The Last Witch
Sensual story of power and the state
This article is from 2009.
Beneath its bare story there’s something far more complex at work in Rona Munro’s new piece for the Traverse and the EIF. This re-imagining of the true, though factually sketchy, demise of Janet Horne, a Dornoch woman executed for witchcraft in 1727 and the last person to die on such a charge in the UK by 60 years, has as its subtext a contemporary Foucault-style examination of the workings of power, from that of the individual, to that wielded by the mighty apparatus of state.
Munro’s Janet (Kathryn Howden) proves to be an awkward and curmudgeonly woman, with an earthy kind of sex appeal, and a mildly deformed teenage daughter (Hannah Donaldson) who she treats with, alternately, brutality and tenderness. The arrival of a new, ambitious and rather embittered sheriff (Andy Clark) reignites a feud with Janet’s neighbours (George Anton, Vicki Liddelle), and, as a pusillanimous local minister (Neil McKinven) wrings his hands, things spiral into a state-sanctioned violence that makes victims of its entire community. All the while, a character who may or may not be the devil (Ryan Fletcher) makes the odd intervention.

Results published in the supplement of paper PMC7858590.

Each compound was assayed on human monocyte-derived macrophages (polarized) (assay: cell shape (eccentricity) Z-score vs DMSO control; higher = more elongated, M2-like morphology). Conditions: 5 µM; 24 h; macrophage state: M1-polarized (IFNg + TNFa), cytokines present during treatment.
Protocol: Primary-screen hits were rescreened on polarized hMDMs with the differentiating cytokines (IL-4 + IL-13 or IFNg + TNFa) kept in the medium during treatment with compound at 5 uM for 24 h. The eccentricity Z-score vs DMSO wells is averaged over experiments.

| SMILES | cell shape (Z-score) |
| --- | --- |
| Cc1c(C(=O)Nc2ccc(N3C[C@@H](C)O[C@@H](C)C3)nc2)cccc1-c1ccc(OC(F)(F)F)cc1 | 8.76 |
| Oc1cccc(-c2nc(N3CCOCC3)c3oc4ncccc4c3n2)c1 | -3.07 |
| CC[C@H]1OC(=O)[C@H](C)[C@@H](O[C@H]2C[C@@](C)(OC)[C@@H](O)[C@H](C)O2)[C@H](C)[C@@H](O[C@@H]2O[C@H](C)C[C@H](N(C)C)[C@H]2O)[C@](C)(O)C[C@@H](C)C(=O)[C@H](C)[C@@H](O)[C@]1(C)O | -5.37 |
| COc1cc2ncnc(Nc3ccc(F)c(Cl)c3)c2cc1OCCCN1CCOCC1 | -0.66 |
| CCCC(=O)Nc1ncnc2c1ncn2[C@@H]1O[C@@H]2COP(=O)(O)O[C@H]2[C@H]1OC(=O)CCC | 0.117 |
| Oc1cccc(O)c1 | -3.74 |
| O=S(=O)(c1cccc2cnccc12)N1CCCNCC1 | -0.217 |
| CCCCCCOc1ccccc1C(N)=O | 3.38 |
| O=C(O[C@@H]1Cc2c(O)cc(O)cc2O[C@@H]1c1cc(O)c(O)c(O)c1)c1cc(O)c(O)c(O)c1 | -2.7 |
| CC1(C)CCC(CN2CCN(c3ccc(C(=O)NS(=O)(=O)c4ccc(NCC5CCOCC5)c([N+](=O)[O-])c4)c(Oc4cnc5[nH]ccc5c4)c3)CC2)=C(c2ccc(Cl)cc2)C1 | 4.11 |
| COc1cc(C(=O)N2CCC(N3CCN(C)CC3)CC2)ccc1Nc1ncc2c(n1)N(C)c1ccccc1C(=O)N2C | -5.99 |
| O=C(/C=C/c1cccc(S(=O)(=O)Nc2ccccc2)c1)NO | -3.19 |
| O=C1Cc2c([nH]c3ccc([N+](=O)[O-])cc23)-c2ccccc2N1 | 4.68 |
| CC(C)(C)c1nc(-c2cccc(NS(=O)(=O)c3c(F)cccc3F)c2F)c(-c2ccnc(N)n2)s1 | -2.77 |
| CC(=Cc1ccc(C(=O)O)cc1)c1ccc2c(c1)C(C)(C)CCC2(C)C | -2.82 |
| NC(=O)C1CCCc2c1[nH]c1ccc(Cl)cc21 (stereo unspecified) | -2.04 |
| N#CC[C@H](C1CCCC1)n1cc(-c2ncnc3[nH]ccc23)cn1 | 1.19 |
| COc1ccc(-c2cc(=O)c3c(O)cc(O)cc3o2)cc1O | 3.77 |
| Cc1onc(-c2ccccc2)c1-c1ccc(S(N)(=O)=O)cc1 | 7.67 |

Dominic Hill’s production, in Naomi Wilkinson’s bear pit-cum-barn of a set, cunningly disguises a forensic examination of hierarchy, custom and hegemony beneath the rich sensuality of Munro’s language. Wilkinson’s peasant and townie costumes contrast with Simon Smith’s harpsichordist in periwig, which reminds us of a new world of sham civilisation that dispassionately judges events. There is a vast amount in this text about how we create and lose opportunities to empower ourselves outwith the traditional structures of authority, and also of the ultimate brutal power of the mechanisms of state once we are forced to place ourselves into pigeon holes created by language and the law.
Most fascinating of all, in a text that veers with admirable deftness between black comedy and political tragedy are some tremendous character studies. Howden is simply stunning, measuring her character’s awareness of sexuality and its capacity to traduce orthodox hierarchies against her intemperate desire to test boundaries to perfection. So too, Clark’s arrogant, desperately insecure career man – all superego in flight from id – suggests, brilliantly, the kind of modern manager with lots of flash but no life that anyone might recognise. Donaldson has a trickier role as the frail teenager beginning to explore unorthodox ways out, but achieves strong results, while McKinven’s supercilious humanitarian, the model of a modern liberal who’ll side with hawkish laws when the chips are down, creates yet another echo of modern life. Indeed, the piece is universally well-performed and ingeniously realised. An engrossing entertainment of the highest order.
Traverse Theatre, 228 1404, until 29 Aug, 7.30pm (27 & 29 2.30pm), £10–£25.